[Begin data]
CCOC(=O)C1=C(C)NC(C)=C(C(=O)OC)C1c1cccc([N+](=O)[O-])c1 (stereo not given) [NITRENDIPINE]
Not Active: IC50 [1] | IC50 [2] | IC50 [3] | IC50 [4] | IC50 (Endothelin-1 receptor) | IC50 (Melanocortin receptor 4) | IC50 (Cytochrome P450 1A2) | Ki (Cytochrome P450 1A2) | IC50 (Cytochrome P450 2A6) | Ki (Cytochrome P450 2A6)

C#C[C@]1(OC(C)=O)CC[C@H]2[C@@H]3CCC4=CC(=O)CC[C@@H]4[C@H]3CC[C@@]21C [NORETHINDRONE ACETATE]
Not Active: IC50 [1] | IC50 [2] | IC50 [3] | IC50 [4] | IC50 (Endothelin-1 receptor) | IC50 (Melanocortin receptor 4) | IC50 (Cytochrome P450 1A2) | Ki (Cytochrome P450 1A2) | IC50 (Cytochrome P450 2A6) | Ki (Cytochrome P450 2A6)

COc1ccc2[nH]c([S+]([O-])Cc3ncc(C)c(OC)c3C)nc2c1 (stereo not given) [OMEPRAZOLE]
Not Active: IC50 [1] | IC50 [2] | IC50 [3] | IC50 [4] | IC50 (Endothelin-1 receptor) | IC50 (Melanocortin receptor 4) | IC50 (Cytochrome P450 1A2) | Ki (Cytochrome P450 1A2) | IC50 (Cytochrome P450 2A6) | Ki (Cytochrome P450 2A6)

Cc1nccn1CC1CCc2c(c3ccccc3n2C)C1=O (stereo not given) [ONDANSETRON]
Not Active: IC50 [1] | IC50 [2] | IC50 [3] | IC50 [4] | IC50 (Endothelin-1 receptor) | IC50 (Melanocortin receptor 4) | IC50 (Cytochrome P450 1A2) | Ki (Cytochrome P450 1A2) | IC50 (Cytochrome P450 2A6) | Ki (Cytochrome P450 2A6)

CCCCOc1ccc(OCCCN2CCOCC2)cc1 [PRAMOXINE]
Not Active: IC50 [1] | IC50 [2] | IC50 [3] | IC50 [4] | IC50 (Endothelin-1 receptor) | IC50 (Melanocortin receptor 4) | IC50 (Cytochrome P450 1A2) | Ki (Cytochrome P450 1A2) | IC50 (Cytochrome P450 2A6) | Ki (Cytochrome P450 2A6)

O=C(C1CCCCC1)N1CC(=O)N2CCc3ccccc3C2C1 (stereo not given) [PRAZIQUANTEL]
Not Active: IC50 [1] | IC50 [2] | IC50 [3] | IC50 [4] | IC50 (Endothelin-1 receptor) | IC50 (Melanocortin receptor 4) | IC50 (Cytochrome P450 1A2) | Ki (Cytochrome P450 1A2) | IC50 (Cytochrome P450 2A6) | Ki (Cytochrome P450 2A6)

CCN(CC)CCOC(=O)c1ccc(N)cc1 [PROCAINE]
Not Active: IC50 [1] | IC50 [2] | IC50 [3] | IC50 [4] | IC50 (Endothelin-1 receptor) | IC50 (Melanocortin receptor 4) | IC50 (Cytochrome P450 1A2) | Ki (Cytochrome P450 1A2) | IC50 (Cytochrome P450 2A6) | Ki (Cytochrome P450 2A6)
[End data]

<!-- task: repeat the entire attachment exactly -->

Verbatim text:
CCOC(=O)C1=C(C)NC(C)=C(C(=O)OC)C1c1cccc([N+](=O)[O-])c1 (stereo not given) [NITRENDIPINE]
Not Active: IC50 [1] | IC50 [2] | IC50 [3] | IC50 [4] | IC50 (Endothelin-1 receptor) | IC50 (Melanocortin receptor 4) | IC50 (Cytochrome P450 1A2) | Ki (Cytochrome P450 1A2) | IC50 (Cytochrome P450 2A6) | Ki (Cytochrome P450 2A6)

C#C[C@]1(OC(C)=O)CC[C@H]2[C@@H]3CCC4=CC(=O)CC[C@@H]4[C@H]3CC[C@@]21C [NORETHINDRONE ACETATE]
Not Active: IC50 [1] | IC50 [2] | IC50 [3] | IC50 [4] | IC50 (Endothelin-1 receptor) | IC50 (Melanocortin receptor 4) | IC50 (Cytochrome P450 1A2) | Ki (Cytochrome P450 1A2) | IC50 (Cytochrome P450 2A6) | Ki (Cytochrome P450 2A6)

COc1ccc2[nH]c([S+]([O-])Cc3ncc(C)c(OC)c3C)nc2c1 (stereo not given) [OMEPRAZOLE]
Not Active: IC50 [1] | IC50 [2] | IC50 [3] | IC50 [4] | IC50 (Endothelin-1 receptor) | IC50 (Melanocortin receptor 4) | IC50 (Cytochrome P450 1A2) | Ki (Cytochrome P450 1A2) | IC50 (Cytochrome P450 2A6) | Ki (Cytochrome P450 2A6)

Cc1nccn1CC1CCc2c(c3ccccc3n2C)C1=O (stereo not given) [ONDANSETRON]
Not Active: IC50 [1] | IC50 [2] | IC50 [3] | IC50 [4] | IC50 (Endothelin-1 receptor) | IC50 (Melanocortin receptor 4) | IC50 (Cytochrome P450 1A2) | Ki (Cytochrome P450 1A2) | IC50 (Cytochrome P450 2A6) | Ki (Cytochrome P450 2A6)

CCCCOc1ccc(OCCCN2CCOCC2)cc1 [PRAMOXINE]
Not Active: IC50 [1] | IC50 [2] | IC50 [3] | IC50 [4] | IC50 (Endothelin-1 receptor) | IC50 (Melanocortin receptor 4) | IC50 (Cytochrome P450 1A2) | Ki (Cytochrome P450 1A2) | IC50 (Cytochrome P450 2A6) | Ki (Cytochrome P450 2A6)

O=C(C1CCCCC1)N1CC(=O)N2CCc3ccccc3C2C1 (stereo not given) [PRAZIQUANTEL]
Not Active: IC50 [1] | IC50 [2] | IC50 [3] | IC50 [4] | IC50 (Endothelin-1 receptor) | IC50 (Melanocortin receptor 4) | IC50 (Cytochrome P450 1A2) | Ki (Cytochrome P450 1A2) | IC50 (Cytochrome P450 2A6) | Ki (Cytochrome P450 2A6)

CCN(CC)CCOC(=O)c1ccc(N)cc1 [PROCAINE]
Not Active: IC50 [1] | IC50 [2] | IC50 [3] | IC50 [4] | IC50 (Endothelin-1 receptor) | IC50 (Melanocortin receptor 4) | IC50 (Cytochrome P450 1A2) | Ki (Cytochrome P450 1A2) | IC50 (Cytochrome P450 2A6) | Ki (Cytochrome P450 2A6)